Congressman Dave Loebsack cast his last votes as a member of the U.S. House this past Monday.
“A little bit of sadness, but a lot more relief, happiness, ready to move on, do other things, take a break for sure to begin with,” Loebsack said Wednesday, “and then we’ll see where I go from there.”
Loebsack, a Democrat who turned 68 on December 23rd, did not seek reelection in 2020. Loebsack was a Cornell College professor when he was first elected to the U.S. House in 2006. In 2012, Loebsack moved to Iowa City to run in the newly-drawn second congressional district. This past February, Loebsack and his wife, who’s a retired second grade teacher, moved back to Mount Vernon.
“I do have some interest in maybe doing a course here or there or parts of a course or whatever where I can use my experience,” Loebsack told Radio Iowa. “…It is quite a learning experience to be part of the congress for 14 years, there’s no question about that.”
Loebsack said he’s most proud of his work in securing federal aid to help eastern Iowa recover from the 2008 flooding.
“I was really happy to work on a bipartisan basis with the rest of the delegation and we really got a lot done and you know we’re still seeing the effects of that,” Loebsack said. “When I drive into Iowa City, sometimes I drive on Dubuque Street and it’s now elevated and there’s a new Park Avenue Bridge also and that’s money that I was able to secure from the federal government to make sure that that was done.”
Loebsack said he doesn’t have a lot of regrets, although he admits he’s still wrestling with his 2014 decision to be one of just 31 Democrats voting in favor of the construction of the Keystone XL Pipeline.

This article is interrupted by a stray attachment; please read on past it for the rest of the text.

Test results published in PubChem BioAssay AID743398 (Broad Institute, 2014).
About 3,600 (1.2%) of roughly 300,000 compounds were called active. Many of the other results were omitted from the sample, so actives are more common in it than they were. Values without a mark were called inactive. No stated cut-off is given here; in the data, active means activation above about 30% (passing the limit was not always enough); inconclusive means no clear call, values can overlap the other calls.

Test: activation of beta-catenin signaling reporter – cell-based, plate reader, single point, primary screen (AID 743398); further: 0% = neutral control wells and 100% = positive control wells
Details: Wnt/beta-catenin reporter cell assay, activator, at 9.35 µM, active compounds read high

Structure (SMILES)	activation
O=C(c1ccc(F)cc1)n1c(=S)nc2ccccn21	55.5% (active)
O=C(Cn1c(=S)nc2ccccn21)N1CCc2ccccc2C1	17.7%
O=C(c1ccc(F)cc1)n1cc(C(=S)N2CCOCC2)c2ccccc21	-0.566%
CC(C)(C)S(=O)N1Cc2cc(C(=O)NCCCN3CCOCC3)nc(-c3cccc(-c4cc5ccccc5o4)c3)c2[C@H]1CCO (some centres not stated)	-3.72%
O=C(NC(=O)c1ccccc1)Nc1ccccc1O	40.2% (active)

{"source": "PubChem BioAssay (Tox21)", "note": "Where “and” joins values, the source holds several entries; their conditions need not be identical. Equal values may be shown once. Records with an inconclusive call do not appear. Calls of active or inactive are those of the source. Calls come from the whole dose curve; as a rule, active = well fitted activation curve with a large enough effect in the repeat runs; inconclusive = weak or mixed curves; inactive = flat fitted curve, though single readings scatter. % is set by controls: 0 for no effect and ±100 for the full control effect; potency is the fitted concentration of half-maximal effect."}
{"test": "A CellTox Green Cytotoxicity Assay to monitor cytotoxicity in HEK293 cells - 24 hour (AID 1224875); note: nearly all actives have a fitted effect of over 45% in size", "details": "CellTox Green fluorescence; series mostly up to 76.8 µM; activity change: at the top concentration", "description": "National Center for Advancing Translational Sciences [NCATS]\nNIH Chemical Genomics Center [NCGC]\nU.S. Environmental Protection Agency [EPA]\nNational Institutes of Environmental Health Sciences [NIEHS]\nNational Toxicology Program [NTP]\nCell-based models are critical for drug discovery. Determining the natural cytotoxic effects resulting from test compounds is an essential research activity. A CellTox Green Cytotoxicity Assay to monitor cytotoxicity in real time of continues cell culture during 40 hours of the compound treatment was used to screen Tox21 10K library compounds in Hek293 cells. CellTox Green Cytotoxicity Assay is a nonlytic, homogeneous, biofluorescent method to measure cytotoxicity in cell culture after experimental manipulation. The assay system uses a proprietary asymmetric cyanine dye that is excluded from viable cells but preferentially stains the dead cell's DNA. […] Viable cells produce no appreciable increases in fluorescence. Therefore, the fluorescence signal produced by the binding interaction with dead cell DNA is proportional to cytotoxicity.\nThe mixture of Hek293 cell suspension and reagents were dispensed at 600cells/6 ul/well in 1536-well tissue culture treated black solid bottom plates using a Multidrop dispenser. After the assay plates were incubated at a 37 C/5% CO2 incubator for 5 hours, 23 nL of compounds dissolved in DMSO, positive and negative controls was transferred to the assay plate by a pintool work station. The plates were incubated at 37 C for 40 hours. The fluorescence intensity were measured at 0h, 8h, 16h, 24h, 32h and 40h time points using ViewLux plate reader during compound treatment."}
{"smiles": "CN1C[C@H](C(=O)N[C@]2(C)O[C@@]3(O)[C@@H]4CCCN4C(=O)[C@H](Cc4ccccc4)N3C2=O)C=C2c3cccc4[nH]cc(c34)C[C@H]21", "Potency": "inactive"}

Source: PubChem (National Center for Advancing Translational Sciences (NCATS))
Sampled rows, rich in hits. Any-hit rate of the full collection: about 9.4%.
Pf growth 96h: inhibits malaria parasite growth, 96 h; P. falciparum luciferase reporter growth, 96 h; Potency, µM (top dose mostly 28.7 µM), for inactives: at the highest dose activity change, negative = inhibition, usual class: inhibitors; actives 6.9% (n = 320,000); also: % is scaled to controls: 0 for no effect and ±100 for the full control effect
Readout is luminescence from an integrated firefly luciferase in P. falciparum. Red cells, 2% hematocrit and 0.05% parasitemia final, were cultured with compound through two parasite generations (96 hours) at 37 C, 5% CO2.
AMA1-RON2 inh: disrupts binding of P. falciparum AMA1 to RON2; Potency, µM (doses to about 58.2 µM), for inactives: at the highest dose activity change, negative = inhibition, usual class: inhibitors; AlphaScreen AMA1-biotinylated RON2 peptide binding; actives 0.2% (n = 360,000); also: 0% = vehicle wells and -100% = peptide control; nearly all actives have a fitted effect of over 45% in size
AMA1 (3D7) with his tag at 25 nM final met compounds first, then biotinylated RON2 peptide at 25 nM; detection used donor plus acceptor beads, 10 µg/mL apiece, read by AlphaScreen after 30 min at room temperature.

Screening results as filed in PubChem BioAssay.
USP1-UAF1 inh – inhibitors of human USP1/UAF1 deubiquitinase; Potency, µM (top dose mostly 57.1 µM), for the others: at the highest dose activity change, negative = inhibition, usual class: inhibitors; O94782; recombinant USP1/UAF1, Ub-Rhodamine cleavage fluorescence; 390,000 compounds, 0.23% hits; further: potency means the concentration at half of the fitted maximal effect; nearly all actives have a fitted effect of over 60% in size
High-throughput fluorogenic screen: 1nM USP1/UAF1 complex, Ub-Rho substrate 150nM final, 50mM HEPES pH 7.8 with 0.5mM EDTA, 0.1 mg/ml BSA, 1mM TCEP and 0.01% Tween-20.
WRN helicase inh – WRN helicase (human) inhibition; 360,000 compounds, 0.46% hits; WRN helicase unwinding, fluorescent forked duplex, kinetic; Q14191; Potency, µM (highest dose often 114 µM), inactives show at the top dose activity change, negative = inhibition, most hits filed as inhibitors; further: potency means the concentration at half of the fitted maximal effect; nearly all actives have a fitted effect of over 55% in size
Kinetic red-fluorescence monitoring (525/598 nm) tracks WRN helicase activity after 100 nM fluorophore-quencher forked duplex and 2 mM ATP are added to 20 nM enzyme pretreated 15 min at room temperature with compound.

“I had to weigh environmental concerns versus job concerns and labor concerns,” he said.
Loebsack said he cast that vote – and many others – as he sought to represent areas of the state that grew to have more active Republican voters than Democrats.
“The hardest thing for me in many ways being in congress is trying to make my Democratic colleagues understand just how diverse a congressional district can be in Iowa,” Loebsack said, “and therefore why I had to take the votes I did at times and why I had to work hard for reelection.”
In 2008, Loebsack won reelection in the old first congressional district with a seven percent voter registration edge for Democrats. President Trump easily won the current second congressional district last month, while Republican Mariannette Miller-Meeks was certified as the winner of the congressional seat by a six-vote margin. Loebsack said House Speaker Nancy Pelosi made the right decision to “provisionally” seat Miller-Meeks on Sunday, pending the outcome of Democrat Rita Hart’s request that a U.S. House committee order a second recount in the district.